If you go to the Israel Museum, to the Shrine of the Book, where the Dead Sea Scrolls are kept, you will see an exhibit downstairs of the other items they found alongside the scrolls. One of those items is a tallit, made of white wool with black stripes, with white knotted fringes. It looks remarkably like the traditional tallitot for sale on Ben Yehuda Street today, but for the 2000 years of wear and tear.
In other words, wearing tzitzit is not simply one of the commandments: it is also a practice uniquely our own, one that stretches all the way back to the Biblical period.
It is likely that the tallit gadol – the grand tallit like what I’m wearing now – was originally worn as an outer cloak; eventually it became a prayer garment, worn in the morning during the shacharit prayer service, at the Yom Kippur Kol Nidre service, and when leading services. We also wear one here when doing an aliyah, which are the blessings before and after the Torah reading.
But the tallit gadol is not the only kind. Traditionally, there is also an undergarment that is worn every day, all day, as the first layer of clothing. It is called a tallit katan (small tallit) and it is usually a kind of tank top or bib that you pull on over your head. You may have seen the tzitzit from one of these: some men tuck the tzitzit in, so that they are not visible; others like to pull them out, so that they dangle from the edges of their shirt. That’s usually how they outfit the character Tevye in Fiddler on the Roof. Both options are supported by the tradition.
Traditionally, of course, this mitzvah of wearing the tallit katan was reserved for men. The verse has been interpreted to mean that only men are specifically required to wear it. So, if you were shopping for a tallit katan you were necessarily shopping in the men’s section. For traditional women, it is inappropriate to wear men’s clothing – that’s why traditional women always wear skirts or dresses – so it is a genuine barrier to the performance of the commandment if the only ones available are sold in men’s sizes in the men’s section.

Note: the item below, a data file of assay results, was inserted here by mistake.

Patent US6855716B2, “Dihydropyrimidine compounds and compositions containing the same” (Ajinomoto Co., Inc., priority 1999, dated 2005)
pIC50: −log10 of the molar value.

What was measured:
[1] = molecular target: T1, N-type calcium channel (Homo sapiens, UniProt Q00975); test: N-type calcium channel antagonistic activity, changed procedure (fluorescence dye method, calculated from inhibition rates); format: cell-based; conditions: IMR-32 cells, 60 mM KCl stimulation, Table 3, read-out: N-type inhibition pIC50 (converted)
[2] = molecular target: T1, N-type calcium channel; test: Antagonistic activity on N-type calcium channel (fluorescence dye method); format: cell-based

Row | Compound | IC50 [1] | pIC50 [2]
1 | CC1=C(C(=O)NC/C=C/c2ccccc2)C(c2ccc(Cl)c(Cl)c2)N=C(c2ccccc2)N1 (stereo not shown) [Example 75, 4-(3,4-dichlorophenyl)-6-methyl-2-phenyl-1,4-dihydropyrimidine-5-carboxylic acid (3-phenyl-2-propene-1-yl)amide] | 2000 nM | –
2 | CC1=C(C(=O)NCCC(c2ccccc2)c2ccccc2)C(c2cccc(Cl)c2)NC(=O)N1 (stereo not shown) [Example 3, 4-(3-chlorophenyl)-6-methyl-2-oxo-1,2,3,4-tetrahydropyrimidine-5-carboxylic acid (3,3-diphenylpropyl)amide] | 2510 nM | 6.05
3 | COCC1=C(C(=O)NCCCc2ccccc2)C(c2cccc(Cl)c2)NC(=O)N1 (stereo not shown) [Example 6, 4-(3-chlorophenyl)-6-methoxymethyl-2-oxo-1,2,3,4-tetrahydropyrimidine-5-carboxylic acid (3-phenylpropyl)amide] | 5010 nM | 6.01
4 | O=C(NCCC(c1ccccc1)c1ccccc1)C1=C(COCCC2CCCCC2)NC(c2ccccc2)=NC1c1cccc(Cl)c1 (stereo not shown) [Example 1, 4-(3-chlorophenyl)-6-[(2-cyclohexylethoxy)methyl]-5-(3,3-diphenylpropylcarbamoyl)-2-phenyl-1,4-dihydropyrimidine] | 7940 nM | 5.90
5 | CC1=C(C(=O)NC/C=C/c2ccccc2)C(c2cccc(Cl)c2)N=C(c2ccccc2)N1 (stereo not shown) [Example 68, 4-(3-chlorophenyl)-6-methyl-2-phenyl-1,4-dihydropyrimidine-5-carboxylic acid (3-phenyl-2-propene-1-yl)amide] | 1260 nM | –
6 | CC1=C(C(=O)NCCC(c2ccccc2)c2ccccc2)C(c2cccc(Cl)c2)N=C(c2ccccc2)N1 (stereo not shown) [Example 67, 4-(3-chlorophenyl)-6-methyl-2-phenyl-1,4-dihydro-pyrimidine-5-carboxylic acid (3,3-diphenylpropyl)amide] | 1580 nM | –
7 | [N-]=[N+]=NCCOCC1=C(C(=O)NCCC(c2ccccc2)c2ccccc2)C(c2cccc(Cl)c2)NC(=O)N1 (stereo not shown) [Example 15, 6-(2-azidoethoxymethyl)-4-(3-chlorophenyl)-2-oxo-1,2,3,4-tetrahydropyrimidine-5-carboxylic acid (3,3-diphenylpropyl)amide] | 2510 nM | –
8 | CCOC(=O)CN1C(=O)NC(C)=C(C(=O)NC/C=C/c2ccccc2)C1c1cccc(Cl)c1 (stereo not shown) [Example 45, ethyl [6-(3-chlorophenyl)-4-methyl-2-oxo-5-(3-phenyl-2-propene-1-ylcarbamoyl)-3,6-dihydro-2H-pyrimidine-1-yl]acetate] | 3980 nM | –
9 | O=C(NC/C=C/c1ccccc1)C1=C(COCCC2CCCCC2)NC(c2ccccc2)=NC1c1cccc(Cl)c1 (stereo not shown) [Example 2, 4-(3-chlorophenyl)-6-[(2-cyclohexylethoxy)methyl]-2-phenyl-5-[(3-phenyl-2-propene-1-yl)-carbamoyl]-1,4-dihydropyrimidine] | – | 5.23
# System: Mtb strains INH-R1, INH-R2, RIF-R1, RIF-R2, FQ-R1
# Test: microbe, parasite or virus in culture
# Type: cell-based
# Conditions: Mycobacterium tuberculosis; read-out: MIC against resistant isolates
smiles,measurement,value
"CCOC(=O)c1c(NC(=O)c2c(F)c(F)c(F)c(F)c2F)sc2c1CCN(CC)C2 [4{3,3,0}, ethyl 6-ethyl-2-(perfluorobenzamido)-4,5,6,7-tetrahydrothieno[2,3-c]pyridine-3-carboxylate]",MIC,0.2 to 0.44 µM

When I first saw the notice on the internet regarding a new company Netzitzot [see https://www.netzitzot.com/about-us.html] that sells the tallit kaftan for women I decided to buy one in support of this new company. I wanted to help make it possible for women to fulfill this commandment, but I did not have a clear sense of what I was planning to do with it myself. Bring it to my Introduction to Judaism class, perhaps, for show and tell? Wear it on occasion, perhaps?
The morning after its arrival, I put it on to see how it felt. And I found that there was a certain sense of rightness to it, a sense that a missing piece had been fulfilled. I had wanted to fulfill this commandment but it was not open to me. And now it was.
So I started wearing it as often as possible while also taking steps to keep it freshly laundered. It did not take me long to decide I was going to need a full set.
Thus I have taken on the daily mitzvah of wearing of tzitzit. Why should that be something so satisfying to me? Why should a tank top with fringes make a difference, you ask?
The odd thing about ritual: it is always a bit arbitrary in its structure. Why fringes? There is no clear rational answer as to why this and not that.
But it also has a certain logic to it: you wear something on your body as part of your person to remind you, in those moments of transition and vulnerability, of the grander structure.
And that is indeed what it means to be a Jew: to see godliness in the smallest detail, and to do so in the context of a tradition that extends well into the past, and to do so with the intention of continuing well into the future.
 Numbers 15:37-40, from the JPS translation